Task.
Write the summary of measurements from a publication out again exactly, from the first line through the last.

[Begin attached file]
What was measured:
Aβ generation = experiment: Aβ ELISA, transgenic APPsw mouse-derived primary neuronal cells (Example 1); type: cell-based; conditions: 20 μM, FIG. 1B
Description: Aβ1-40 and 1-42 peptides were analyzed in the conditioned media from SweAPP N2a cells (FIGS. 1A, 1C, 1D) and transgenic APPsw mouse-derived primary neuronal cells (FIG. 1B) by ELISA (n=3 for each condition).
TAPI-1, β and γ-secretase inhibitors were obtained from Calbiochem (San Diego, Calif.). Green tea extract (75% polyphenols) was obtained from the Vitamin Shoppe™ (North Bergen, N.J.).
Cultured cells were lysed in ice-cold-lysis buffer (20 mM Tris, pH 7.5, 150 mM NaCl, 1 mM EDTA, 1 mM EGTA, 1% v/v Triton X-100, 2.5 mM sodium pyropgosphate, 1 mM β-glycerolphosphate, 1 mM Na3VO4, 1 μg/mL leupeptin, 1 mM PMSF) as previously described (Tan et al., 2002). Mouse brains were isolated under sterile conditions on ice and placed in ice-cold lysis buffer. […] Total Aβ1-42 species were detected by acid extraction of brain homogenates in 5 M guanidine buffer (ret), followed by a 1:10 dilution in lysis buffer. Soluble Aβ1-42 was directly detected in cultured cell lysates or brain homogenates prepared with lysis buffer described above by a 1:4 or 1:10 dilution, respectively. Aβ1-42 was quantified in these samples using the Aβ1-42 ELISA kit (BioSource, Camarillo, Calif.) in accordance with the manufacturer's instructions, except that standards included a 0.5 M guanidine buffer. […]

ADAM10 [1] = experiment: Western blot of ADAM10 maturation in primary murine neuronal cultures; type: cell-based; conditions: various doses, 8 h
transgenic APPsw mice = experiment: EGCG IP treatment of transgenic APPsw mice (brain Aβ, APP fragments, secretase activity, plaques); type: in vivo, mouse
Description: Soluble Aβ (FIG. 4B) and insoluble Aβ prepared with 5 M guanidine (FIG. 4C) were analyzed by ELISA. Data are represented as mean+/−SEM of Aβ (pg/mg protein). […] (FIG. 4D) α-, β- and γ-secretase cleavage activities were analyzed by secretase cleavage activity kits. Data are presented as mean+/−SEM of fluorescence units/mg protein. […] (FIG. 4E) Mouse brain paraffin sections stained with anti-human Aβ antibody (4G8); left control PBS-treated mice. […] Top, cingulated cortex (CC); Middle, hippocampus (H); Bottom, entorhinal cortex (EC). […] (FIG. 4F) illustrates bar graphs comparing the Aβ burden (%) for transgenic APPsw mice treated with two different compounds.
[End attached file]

What was measured:
Aβ generation = experiment: Aβ ELISA, transgenic APPsw mouse-derived primary neuronal cells (Example 1); type: cell-based; conditions: 20 μM, FIG. 1B
Description: Aβ1-40 and 1-42 peptides were analyzed in the conditioned media from SweAPP N2a cells (FIGS. 1A, 1C, 1D) and transgenic APPsw mouse-derived primary neuronal cells (FIG. 1B) by ELISA (n=3 for each condition).
TAPI-1, β and γ-secretase inhibitors were obtained from Calbiochem (San Diego, Calif.). Green tea extract (75% polyphenols) was obtained from the Vitamin Shoppe™ (North Bergen, N.J.).
Cultured cells were lysed in ice-cold-lysis buffer (20 mM Tris, pH 7.5, 150 mM NaCl, 1 mM EDTA, 1 mM EGTA, 1% v/v Triton X-100, 2.5 mM sodium pyropgosphate, 1 mM β-glycerolphosphate, 1 mM Na3VO4, 1 μg/mL leupeptin, 1 mM PMSF) as previously described (Tan et al., 2002). Mouse brains were isolated under sterile conditions on ice and placed in ice-cold lysis buffer. […] Total Aβ1-42 species were detected by acid extraction of brain homogenates in 5 M guanidine buffer (ret), followed by a 1:10 dilution in lysis buffer. Soluble Aβ1-42 was directly detected in cultured cell lysates or brain homogenates prepared with lysis buffer described above by a 1:4 or 1:10 dilution, respectively. Aβ1-42 was quantified in these samples using the Aβ1-42 ELISA kit (BioSource, Camarillo, Calif.) in accordance with the manufacturer's instructions, except that standards included a 0.5 M guanidine buffer. […]

ADAM10 [1] = experiment: Western blot of ADAM10 maturation in primary murine neuronal cultures; type: cell-based; conditions: various doses, 8 h
transgenic APPsw mice = experiment: EGCG IP treatment of transgenic APPsw mice (brain Aβ, APP fragments, secretase activity, plaques); type: in vivo, mouse
Description: Soluble Aβ (FIG. 4B) and insoluble Aβ prepared with 5 M guanidine (FIG. 4C) were analyzed by ELISA. Data are represented as mean+/−SEM of Aβ (pg/mg protein). […] (FIG. 4D) α-, β- and γ-secretase cleavage activities were analyzed by secretase cleavage activity kits. Data are presented as mean+/−SEM of fluorescence units/mg protein. […] (FIG. 4E) Mouse brain paraffin sections stained with anti-human Aβ antibody (4G8); left control PBS-treated mice. […] Top, cingulated cortex (CC); Middle, hippocampus (H); Bottom, entorhinal cortex (EC). […] (FIG. 4F) illustrates bar graphs comparing the Aβ burden (%) for transgenic APPsw mice treated with two different compounds.